S?Paulo, Brazil—Ophthalmologists from all over the world are being called together for the first World Ophthalmology Congress.
SãPaulo, Brazil-Ophthalmologists from all over the world are being called together for the first World Ophthalmology Congress.
More than 6,000 ophthalmologists are expected to attend the event, slated for Feb. 19 to 24, 2006, in SãPaulo, Brazil.
Fernanda Prestes, executive secretariat for the congress, said the International Council of Ophthalmology voted last year to change the event's name.
Special programming emphasis is being placed on the results of recent clinical trials and their impact on patient care.
Attendees can follow tracks geared to their specialty, or mix and match sessions according to their interests. Subspecialty days will focus attention on cataract, retina, glaucoma, and refractive surgery, with lectures presented in a 1,200-seat theater. Registration for these subspecialty days is included in the general registration.
The event is supported by the American Academy of Ophthalmology (AAO), the Association for Research in Vision and Ophthalmology (ARVO), the Pan Arab African Council of Ophthalmology, European Ophthalmological Society, Afro Asian Council of Ophthalmology, Asia Pacific Academy of Ophthalmology, and the Pan-American Association of Ophthalmology.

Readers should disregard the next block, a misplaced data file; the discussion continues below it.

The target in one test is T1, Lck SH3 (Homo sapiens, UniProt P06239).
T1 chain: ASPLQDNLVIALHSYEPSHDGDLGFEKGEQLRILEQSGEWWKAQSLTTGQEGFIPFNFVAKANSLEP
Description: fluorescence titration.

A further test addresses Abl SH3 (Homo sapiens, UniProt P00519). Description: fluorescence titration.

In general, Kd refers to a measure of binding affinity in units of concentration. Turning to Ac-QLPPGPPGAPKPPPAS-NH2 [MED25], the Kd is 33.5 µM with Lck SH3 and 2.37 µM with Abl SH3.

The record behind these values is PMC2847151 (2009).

A number of prominent American ophthalmologists-including David R. Guyer, MD, chief executive officer and director, Eyetech Pharmaceuticals; Gary W. Abrams, MD, president of ARVO, H. Dunbar Hoskins Jr., executive vice president of the AAO; and Mark J. Mannis, professor and chair, department of ophthalmology, University of California at Davis-expressed enthusiasm for the meeting in testimonials on the meeting's Web site.
"The community of ophthalmologists transcends political and national boundaries," said Robert Ritch, MD, professor of clinical ophthalmology, chief of glaucoma service, and surgeon director, The New York Eye and Ear Infirmary. "It is at this congress that we will be able to come together, to hear the latest information in plenary sessions, scientific and clinical presentations, courses, and symposia, to cross-fertilize with our colleagues from around the world, to see old friends and make new ones, all united in the wish to bring ophthalmology to the highest state of the art throughout the globe and to fight together against blindness."
The event offers attendees an opportunity to explore Brazil's Carnival, which starts Feb. 25, as well as the Amazon, the Pantanal, and Iguassu Falls.
English, Spanish, and Portuguese will be the official languages of the congress, and some scientific sessions will be simultaneously translated into those languages. Abstracts must be submitted in one of those three languages, although posters may be printed in their original language.
The congress will be held in China in 2008, Berlin in 2010, and Chicago in 2012.
For further information about the meeting, visit http://www.ophthalmology2006.com.br/